Letters concerning the Suppression of the Monasteries
256
Summons to the Pilgrimage of Grace
263
12o The Bible in the English Churches
269
1o5 Speeches at the Trial 229
276
Against Books and Images
277
Execution of Lady Jane Grey
285
13o Mary attempts to restore Church Lands
291
El1zabeth
298
SECTION PAGE 134 The Anglican Standpoint
300
The Presbyterian Position
302
Elizabethan Seamen 144 Hawkins Third Voyage
316
Drakes Famous Voyage
319
Frobishers First Voyage
325
The Beginnings of American Colonization
327
PART VI
333
1603 to 1688
335
Crown above the Courts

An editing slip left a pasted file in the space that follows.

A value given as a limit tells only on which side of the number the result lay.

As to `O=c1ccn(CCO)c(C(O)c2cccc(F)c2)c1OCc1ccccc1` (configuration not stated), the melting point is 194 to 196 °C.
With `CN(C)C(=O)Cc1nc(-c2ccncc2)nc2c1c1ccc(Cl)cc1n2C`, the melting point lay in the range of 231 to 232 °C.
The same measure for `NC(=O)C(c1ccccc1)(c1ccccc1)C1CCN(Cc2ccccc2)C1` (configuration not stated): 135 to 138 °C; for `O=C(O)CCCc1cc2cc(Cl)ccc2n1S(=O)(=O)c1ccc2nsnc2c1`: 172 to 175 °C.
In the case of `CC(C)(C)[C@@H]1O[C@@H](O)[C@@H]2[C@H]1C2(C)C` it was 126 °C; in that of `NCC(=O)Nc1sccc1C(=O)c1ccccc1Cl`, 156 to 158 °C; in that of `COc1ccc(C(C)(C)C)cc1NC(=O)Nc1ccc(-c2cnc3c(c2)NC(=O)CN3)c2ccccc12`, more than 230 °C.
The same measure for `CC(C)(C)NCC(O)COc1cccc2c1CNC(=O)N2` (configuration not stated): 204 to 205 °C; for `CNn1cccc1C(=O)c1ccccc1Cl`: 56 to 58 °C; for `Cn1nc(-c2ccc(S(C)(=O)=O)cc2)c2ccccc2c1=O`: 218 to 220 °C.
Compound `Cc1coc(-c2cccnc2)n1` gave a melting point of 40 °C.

336
15o King is above the Law
337
Millenary Petition
338
Levying a Feudal Aid
341
Benevolences
342
James I and the Commons
344
The Puritan Revolution 155 The Petition of Right
348
First Writ of ShipMoney
352
ShipMoney declared Illegal
355
Charles I and Strafford
357
158a Charles I to the House of Lords in behalf of the Earl of Strafford
358
158b Parliament considers Kings Letter
359
A Summary of Grievances
360
SECTION PAGE 16o The Charge against the King
364
Charles refuses to Plead
366
The Sentence of the King
368
The Death Warrant of Charles I
372
England a Commonwealth 164 Act abolishing the Office of King
373
House of Lords Abolished
376
Instrument of Government
377
Cromwell disciplines his first Parliament
387
Cromwell and the Kingship
389
17o Richard Cromwell becomes Lord Protector
392
The Restorat1on 171 Declaration of Breda
394